As the newest step in the continuing evolution towards an all-digital headend, Distributed Access Architecture (DAA) extends the digital portion of the headend/hub domain out to the fiber optic node and places the digital/RF interface at the optical/coax boundary. This strategic move offers many potential benefits, including increased bandwidth capacity, improved fiber efficiencies (wavelengths and distance), simplified plant operations with digital optics, decreased loads on facility space and power systems, and directional alignment with NFV/SDN/FTTx systems of the future.
ARRIS provides both the CCAP Core and Remote PHY Device (RPD) defined in the CableLabs® Modular Headend Architecture (MHAv2). In this approach, the PHY layer is moved from the CCAP into a node or remote shelf, but the MAC processing, provisioning, and monitoring functions remain in the headend.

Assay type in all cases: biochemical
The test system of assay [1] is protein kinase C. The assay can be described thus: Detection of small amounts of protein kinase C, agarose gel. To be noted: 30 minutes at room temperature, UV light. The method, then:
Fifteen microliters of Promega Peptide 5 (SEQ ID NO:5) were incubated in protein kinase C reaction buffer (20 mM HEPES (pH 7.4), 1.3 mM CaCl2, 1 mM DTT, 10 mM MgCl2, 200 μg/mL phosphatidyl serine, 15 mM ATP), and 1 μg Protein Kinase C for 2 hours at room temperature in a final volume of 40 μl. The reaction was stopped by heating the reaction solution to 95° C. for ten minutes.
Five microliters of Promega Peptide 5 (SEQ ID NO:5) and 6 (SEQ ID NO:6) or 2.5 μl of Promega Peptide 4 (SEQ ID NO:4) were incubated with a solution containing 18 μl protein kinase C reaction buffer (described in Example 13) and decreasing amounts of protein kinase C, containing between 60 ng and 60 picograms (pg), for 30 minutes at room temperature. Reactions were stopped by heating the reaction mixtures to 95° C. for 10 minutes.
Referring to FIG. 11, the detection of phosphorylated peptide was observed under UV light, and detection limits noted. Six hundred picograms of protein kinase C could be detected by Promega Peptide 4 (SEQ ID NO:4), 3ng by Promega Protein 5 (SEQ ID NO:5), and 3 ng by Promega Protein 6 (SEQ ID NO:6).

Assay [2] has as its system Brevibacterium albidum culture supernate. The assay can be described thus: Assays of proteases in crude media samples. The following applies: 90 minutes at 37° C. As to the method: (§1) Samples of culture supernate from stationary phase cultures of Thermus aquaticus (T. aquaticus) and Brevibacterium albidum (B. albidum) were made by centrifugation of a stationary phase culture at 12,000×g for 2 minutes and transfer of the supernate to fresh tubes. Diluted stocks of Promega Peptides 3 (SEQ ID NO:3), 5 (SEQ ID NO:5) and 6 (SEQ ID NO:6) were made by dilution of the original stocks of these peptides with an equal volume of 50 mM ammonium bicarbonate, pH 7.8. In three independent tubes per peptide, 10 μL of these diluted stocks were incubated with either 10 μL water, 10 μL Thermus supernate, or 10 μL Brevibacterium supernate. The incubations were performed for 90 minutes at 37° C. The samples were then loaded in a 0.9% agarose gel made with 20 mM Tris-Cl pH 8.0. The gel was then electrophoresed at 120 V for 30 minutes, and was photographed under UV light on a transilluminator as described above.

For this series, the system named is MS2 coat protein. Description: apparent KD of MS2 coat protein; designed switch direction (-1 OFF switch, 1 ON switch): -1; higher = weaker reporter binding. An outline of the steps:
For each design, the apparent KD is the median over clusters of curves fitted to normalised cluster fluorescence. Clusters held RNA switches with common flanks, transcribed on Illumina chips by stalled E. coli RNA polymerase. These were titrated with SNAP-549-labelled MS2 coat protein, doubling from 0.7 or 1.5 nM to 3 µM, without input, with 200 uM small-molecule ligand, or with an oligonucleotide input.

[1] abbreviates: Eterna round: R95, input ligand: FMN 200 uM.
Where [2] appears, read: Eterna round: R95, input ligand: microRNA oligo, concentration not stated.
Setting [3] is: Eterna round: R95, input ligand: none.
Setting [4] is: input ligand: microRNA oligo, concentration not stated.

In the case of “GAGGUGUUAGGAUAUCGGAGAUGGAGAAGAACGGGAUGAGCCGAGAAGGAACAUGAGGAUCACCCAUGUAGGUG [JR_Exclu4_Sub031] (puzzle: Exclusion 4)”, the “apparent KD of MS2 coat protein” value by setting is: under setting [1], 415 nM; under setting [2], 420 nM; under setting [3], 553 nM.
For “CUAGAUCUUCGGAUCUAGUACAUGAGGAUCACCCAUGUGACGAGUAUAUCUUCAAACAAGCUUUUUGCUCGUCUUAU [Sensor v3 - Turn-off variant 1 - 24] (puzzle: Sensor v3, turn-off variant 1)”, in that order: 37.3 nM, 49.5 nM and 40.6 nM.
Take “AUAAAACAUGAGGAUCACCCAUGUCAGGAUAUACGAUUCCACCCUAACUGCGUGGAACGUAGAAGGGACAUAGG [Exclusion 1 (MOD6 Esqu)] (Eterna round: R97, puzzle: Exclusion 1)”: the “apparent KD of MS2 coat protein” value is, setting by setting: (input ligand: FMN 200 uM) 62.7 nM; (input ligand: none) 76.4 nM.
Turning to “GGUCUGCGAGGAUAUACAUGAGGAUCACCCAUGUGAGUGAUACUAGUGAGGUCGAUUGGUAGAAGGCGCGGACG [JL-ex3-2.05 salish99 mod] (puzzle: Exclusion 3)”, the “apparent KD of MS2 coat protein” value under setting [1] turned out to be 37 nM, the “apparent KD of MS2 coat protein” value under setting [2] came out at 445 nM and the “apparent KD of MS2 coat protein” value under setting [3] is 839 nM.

The E6000® CCAP Core runs on the Gen 2 E6000 hardware platform (E6000 Chassis, RSM-2, DCAM-2, and UCAM-2). The RPDs are add-in modules for existing ARRIS nodes. ARRIS supports three RPD form factors: E6000n RPD for the OM6000 Fiber Deep node, E6000n RPD for the NC4000 and NC2000 nodes, and E6000n RPD for Remote PHY Shelf.
Generating RF signals in the fiber optic node rather than in the headend can provide a cost-effective tool for:
- Improving plant signal quality
- Improving fiber utilization and reach
- Improving service group density in the headend
- Reducing space and power consumption in the headend
- Simplifying plant maintenance by using digital optics
- Reducing transmission costs by leveraging data center economies of scale for Ethernet switches and optics
Applications for DAA include:
- Plant upgrade for DOCSIS 3.1 support
- Hub consolidation
- Enabling Fiber Deep deployment without requiring headend expansion
- Utilizing DWDM optics for long distance links
- Supporting data services in small hubs
- Simplifying logistics for changing US/DS split or top-end frequencies